Florida Governor Rick Scott attends a meeting at PortMiami on Nov. 12, 2013 in Miami, Florida.
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The complaint Rick Scott isn’t supposed to make

Mississippi Gov. Phil Bryant (R) has invested a fair amount of time and energy in undermining the implementation of the Affordable Care Act. It was therefore odd, in an ironic sort of way, to hear the far-right governor complain that the ACA isn’t producing better results in his home state.
 
It’s really not complicated: those who’ve tried to make “Obamacare” fail at the state level don’t get to complain about the law underperforming in their state. (Rachel recently demonstrated the underlying point with a metaphor involving a hammer and a remote-control car. I’ve included it below for your viewing pleasure.)
 
Alas, Bryant wasn’t alone. We talked earlier about the preliminary data on ACA premiums, which Republicans said would “skyrocket” in 2015, but which actually look pretty good in most parts of the country. Simon Maloy explained, however, that the right is focusing on figures out of Florida.
The Miami Herald reported earlier this week that “Floridians who buy health insurance on the individual market for next year will face an average increase of 13.2 percent in their monthly premiums, according to rate proposals unveiled Monday by the state’s Office of Insurance Regulation.” That isn’t anywhere near the “skyrocketing” that Republicans assured us was coming, but 13.2 percent would qualify as a “double-digit rate increase,” and conservatives were quick to point that out. (Consumer health advocates in the state accused regulators of employing a flawed methodology, as the Herald notes.)
 
One loud critic of the Florida premium increase is the state’s Republican governor, Rick Scott, who said in a statement that “Obamacare is a bad law that just seems to be getting worse,” and “Florida families are going to be slammed with higher costs. Obamacare has failed to live up to its promises in nearly every way.”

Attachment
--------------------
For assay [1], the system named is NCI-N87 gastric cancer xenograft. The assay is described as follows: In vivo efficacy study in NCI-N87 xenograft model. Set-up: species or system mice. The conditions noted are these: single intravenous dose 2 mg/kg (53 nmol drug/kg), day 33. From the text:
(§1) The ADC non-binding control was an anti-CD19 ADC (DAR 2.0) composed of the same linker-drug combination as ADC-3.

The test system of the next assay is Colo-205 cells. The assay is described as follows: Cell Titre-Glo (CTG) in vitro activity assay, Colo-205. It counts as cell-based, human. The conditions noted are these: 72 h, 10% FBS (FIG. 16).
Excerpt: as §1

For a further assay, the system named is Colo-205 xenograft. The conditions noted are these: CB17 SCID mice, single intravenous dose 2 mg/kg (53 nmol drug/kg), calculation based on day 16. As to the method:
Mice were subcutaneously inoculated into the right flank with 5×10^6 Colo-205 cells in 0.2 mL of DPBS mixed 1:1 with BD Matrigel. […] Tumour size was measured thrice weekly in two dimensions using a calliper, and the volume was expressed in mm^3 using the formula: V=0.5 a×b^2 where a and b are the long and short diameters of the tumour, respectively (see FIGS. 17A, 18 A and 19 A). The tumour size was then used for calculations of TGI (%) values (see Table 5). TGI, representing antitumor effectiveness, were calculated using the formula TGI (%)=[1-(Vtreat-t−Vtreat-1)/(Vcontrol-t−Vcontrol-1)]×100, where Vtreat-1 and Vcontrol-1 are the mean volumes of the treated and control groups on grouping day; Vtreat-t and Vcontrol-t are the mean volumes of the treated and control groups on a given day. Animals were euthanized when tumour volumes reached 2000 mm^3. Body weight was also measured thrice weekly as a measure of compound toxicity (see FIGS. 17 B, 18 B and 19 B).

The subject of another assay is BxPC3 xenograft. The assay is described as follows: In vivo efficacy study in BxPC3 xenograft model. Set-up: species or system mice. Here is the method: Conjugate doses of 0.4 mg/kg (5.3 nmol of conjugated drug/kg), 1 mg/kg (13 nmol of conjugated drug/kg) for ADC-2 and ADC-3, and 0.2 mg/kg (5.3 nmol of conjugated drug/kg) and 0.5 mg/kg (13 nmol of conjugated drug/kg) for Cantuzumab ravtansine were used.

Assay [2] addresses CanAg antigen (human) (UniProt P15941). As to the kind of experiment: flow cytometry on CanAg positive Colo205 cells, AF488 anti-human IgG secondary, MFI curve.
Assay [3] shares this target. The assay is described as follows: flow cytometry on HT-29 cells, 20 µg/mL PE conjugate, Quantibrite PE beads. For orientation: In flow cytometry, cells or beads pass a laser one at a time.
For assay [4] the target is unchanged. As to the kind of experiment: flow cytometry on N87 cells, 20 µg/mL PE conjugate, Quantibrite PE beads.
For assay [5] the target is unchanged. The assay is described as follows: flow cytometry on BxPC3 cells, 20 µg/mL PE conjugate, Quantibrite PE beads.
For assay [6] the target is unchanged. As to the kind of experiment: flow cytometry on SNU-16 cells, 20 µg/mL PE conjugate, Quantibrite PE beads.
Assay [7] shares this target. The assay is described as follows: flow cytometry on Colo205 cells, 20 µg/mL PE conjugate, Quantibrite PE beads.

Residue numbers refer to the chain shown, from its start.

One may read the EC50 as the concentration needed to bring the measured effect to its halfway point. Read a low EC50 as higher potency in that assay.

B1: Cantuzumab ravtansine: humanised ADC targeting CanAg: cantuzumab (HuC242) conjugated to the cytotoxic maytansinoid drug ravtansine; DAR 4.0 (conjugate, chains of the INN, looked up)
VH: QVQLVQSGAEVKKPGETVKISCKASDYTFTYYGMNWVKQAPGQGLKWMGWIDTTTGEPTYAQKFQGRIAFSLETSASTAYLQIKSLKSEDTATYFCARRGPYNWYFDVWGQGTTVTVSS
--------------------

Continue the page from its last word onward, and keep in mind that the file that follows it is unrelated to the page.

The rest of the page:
The problem, of course, is Scott’s complete and total lack of credibility. Indeed, he has the same problem Bryant has in Mississippi – those who try to break something don’t get to whine when it fails to meet their expectations for efficacy.
 
Or as Maloy put it, Florida Republicans “set out to sabotage the law, and now they’re trying to score political points off the fruits of their sabotage.”
 
To be sure, plenty of red-state officials, far from the Sunshine State, refused to create exchange marketplaces and rejected Medicaid expansion, hobbling the ACA’s ability to work effectively for Americans who need it. But Scott and his allies didn’t just stop there – Florida Republicans went to truly ridiculous lengths to block “navigators” from helping consumers better understand the system and blocked state insurance officials from negotiating lower prices on behalf of consumers.
 
At a distance, it’s almost as if the governor started with a specific goal: try to make premiums higher for Floridians. He then worked backwards to make sure that goal was reached, then pretended to be outraged when Scott realized his plan actually worked – in so far as his constituents are getting a raw deal.
 
Let’s make this plain: those who deliberately undermine laws don’t get to complain about the efficacy of those laws.
 
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Affordable Care Act, Florida, Health Care, Obamacare and Rick Scott

The complaint Rick Scott isn't supposed to make